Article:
Commentary: Let's see how new law protects springs

Sharon Sayles Belton and Pam Blixt

Star Tribune (Minneapolis-St. Paul)

Published Sunday, May 27, 2001

"Neither the state, nor a unit of metropolitan government, nor a political subdivision of the state may take any action that may diminish the flow of water to or from Camp Coldwater Springs. All projects must be reviewed under the Minnesota Historic Sites Act and the Minnesota Field Archaeology Act with regard to the flow of water to or from Camp Coldwater Springs."
-- Minnesota Senate File 2049.

Gov. Jesse Ventura on May 15 signed into law a bill recognizing Camp Coldwater Springs as a historical landmark that also aims to protect the integrity of the natural springs' flow. While this clarifying law is a triumph for Minnesota history and all its citizens who enjoy and honor Camp Coldwater Springs, the controversy surrounding this beleaguered area is not over.

For two years, the Minnehaha Creek Watershed District (MCWD) has been warning the Minnesota Department of Transportation (MnDOT) about potential impacts to the springs because of its inadequate design of the drainage system at the Hwy. 55 / Crosstown Hwy. 62 interchange. MnDOT has refused to acknowledge that such a threat might exist, let alone test for it.

To try to resolve the debate over whether construction could affect flow, the MCWD hired a respected University of Minnesota geologist to conduct an inexpensive, environmentally friendly dye test to trace ground water flow. If dye showed up at the springs, it would indicate that construction would affect the flow of water to the springs; if not, MnDOT could continue and the debate would be over. Simple solution.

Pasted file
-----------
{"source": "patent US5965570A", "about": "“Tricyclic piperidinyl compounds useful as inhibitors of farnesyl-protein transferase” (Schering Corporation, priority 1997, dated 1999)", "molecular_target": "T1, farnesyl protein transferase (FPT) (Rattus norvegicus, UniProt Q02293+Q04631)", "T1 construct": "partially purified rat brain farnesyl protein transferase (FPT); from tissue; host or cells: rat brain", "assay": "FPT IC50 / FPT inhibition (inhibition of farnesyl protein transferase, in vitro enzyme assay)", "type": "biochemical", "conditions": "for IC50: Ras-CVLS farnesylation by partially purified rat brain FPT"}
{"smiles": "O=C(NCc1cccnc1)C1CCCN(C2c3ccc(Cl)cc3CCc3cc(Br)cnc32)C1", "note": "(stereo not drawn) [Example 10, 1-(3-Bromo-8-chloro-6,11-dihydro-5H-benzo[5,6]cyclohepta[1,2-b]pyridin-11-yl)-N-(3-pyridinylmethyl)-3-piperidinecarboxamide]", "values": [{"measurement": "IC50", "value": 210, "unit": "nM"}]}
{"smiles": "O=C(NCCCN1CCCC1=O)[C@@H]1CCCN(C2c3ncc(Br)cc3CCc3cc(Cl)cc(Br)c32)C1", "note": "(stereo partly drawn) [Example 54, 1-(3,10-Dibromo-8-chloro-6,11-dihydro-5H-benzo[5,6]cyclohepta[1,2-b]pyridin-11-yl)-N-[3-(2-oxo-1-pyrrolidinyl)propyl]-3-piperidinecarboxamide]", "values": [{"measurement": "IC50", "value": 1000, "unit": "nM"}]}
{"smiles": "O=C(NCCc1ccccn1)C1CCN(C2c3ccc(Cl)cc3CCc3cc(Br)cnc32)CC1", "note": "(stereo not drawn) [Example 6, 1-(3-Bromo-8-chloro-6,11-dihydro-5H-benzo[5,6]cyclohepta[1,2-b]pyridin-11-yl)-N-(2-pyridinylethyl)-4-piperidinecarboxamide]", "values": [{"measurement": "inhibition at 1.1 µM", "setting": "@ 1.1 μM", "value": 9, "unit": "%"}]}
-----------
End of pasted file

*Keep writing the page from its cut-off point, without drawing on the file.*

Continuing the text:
Instead, MnDOT threw up bureaucratic barriers and delayed the tests while it began construction that would prevent any testing. After a month and a half of wrangling, the district and MnDOT agreed to perform the tests but not on the interchange site. Partial testing and previous research had shown that flow to the springs might be reduced 30 percent, an unacceptable number.

Last week MnDOT said that it will not temporarily stop its dewatering (draining the construction site of ground water in order to build) to accommodate the necessary third test, nor will it modify its drainage design. The district then went to court to seek a temporary legal injunction to stop dewatering and construction long enough to finish its business at the interchange site. MnDOT argued that doing so would significantly delay the LRT construction, which is simply not true.

MnDOT's seemingly capricious and autonomous actions have led to unnecessary and expensive legal action to protect the springs, while the facts -- and drainage system alternatives -- are fairly simple. MCWD's consulting engineer reports that construction of the Hwy. 62 area "will permanently change the direction and slope of shallow groundwater gradients in the area." That consultant has a standard remedy for any disruption of flow that would not disrupt MnDOT's project, although it will add to project costs, just as MnDOT's delaying actions have added to the MCWD's costs of performing its duties. Of course no one could put a price on losing Camp Coldwater Springs.

The first test of the new law is here. Responsible action is needed now to protect the springs' flow and its history. Should the springs be diminished, its history will likewise be diminished, and the value of the law -- and the land -- will become negligible.

-- Sharon Sayles Belton is mayor of Minneapolis. Pam Blixt is board president of the Minnehaha Creek Watershed District.

"Copyright 2000 Star Tribune. Republished here with the permission of the Star Tribune. No further republication or redistribution is permitted without the express approval of the Star Tribune."